The University of Texas at El Paso (UTEP) will be conducting a health impact assessment (HIA) to look at the potential health impacts of proposed infrastructure improvements in Vinton, Texas. UTEP received a grant of $75,000 from the Health Impact Project, a collaboration of the Robert Wood Johnson Foundation and The Pew Charitable Trusts based in Washington, D.C., to conduct the assessment. The project will be a collaborative effort with the Border Environment Cooperation Commission (BECC), the Pan American Health Organization (PAHO), and the Village of Vinton.
An HIA helps identify and address the health benefits and risks of a decision in a non-health sector regarding infrastructure improvements and/or policy changes. In this case, the Vinton Village Council has voted proposed water and sanitation projects down based on high costs. The health impact assessment will add new information regarding the public health impacts of the proposed infrastructure improvements. Vinton residents currently rely on several water systems including private wells for water, and domestic septic tanks for sanitation. The proposed improvements could reduce risks of gastrointestinal diseases, especially for children. The HIA will consider exposure to a range of contaminants in current water supplies and the hazards of poorly functioning waste management systems.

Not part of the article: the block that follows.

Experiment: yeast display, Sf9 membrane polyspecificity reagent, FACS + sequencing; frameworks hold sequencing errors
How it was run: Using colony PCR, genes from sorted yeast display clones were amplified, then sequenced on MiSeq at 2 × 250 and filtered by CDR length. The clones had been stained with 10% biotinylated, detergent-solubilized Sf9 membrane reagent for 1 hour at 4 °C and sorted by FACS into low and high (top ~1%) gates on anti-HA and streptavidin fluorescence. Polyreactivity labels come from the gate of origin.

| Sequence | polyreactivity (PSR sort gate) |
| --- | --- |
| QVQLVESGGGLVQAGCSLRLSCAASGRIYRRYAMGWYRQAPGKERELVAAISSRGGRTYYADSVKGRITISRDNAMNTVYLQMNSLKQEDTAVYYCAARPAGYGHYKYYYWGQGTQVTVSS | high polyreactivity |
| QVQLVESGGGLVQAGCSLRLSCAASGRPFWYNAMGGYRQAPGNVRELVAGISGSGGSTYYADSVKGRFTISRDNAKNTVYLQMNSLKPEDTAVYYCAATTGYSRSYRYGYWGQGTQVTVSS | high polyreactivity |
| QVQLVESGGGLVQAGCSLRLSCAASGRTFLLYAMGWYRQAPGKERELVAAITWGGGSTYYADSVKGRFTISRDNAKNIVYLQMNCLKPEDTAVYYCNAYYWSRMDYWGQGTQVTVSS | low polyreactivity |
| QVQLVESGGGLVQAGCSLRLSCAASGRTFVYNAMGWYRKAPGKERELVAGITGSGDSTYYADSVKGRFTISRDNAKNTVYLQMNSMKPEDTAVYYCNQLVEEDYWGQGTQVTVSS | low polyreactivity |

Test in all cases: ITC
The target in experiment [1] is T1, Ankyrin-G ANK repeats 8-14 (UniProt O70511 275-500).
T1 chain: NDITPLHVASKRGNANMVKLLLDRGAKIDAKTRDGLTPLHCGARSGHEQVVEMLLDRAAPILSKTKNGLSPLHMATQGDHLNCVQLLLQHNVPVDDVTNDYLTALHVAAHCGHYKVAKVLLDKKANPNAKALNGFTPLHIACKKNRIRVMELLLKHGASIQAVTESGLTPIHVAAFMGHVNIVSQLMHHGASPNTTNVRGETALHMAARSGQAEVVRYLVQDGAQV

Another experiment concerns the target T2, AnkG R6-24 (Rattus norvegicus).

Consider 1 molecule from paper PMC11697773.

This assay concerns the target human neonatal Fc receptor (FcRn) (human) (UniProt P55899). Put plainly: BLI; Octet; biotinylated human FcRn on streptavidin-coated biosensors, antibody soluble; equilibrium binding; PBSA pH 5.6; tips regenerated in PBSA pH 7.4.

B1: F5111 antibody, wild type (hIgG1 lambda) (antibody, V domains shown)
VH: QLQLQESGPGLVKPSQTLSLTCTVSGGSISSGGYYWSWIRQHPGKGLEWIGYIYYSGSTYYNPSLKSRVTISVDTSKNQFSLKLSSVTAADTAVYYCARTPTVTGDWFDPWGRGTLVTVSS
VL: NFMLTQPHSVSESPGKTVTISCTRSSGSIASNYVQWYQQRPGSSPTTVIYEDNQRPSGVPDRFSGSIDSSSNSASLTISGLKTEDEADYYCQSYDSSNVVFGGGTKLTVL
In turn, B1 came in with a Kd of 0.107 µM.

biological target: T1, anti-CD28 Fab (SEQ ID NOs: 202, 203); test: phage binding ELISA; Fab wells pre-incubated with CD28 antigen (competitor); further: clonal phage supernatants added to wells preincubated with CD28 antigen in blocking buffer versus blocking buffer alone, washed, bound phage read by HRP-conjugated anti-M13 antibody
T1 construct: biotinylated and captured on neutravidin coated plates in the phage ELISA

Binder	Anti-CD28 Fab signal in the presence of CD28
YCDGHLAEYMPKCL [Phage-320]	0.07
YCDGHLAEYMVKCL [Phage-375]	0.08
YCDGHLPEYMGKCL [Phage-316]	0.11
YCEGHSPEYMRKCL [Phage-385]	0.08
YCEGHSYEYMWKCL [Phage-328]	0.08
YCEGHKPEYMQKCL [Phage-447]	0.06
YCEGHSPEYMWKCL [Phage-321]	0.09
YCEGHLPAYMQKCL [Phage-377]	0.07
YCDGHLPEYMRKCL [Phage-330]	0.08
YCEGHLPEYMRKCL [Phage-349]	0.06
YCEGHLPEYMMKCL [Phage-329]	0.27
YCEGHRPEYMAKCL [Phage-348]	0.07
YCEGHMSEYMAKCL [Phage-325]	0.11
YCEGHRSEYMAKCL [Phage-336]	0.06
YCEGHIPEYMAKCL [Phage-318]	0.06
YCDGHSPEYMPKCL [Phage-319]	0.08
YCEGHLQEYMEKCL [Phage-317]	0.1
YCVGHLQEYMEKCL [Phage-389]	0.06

“Healthy environments contribute to healthy people, and clean water and proper waste management are fundamental to good public health,” said Bill Hargrove, Ph.D., director of the Center for Environmental Resource Management (CERM) at UTEP.
“This HIA will not only inform the community of Vinton, but will establish a process for informed decision making in the Paso del Norte region,” said Marcelo Korc, Ph.D., adviser with PAHO.
BECC plans to use an HIA process for many of their environmental infrastructure projects.
The assessment team will utilize community-based participatory research methods, which means they will draw heavily on information and perceptions of community members and leaders in Vinton. Their input will be gathered through surveys, interviews, focus groups and public meetings.
The HIA will be led by CERM and the Center for Interdisciplinary Health Research and Evaluation (CIHRE) in the College of Health Sciences at UTEP. Students from UTEP will participate in the field research activities and also learn how to conduct HIAs.
The Health Impact Project, which awarded the grant to UTEP, is dedicated to promoting the use of health impact assessments in the United States. More information, including a searchable map of HIA activity in the United States, is available at www.healthimpactproject.org.